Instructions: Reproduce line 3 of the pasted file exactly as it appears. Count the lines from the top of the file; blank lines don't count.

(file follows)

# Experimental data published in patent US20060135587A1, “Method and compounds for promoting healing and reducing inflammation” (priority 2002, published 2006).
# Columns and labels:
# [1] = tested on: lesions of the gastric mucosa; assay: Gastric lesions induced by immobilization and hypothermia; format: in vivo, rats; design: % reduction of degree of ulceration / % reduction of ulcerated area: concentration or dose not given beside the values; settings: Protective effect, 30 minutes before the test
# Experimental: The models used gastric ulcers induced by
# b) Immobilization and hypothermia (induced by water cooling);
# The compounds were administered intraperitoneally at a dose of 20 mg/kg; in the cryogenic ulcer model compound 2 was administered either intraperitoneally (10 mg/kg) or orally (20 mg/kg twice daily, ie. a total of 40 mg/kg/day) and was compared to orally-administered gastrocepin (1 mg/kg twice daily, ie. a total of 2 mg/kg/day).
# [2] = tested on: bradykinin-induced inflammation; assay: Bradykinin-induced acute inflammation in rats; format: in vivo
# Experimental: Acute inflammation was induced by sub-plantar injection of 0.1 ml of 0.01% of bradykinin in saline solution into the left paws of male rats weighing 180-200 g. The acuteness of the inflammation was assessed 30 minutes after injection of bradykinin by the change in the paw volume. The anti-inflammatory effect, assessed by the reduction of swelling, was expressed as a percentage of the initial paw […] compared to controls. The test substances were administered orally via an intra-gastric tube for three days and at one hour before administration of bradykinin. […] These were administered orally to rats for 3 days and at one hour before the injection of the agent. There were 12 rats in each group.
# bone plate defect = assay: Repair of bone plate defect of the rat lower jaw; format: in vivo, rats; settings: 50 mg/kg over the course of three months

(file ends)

# [1] = tested on: lesions of the gastric mucosa; assay: Gastric lesions induced by immobilization and hypothermia; format: in vivo, rats; design: % reduction of degree of ulceration / % reduction of ulcerated area: concentration or dose not given beside the values; settings: Protective effect, 30 minutes before the test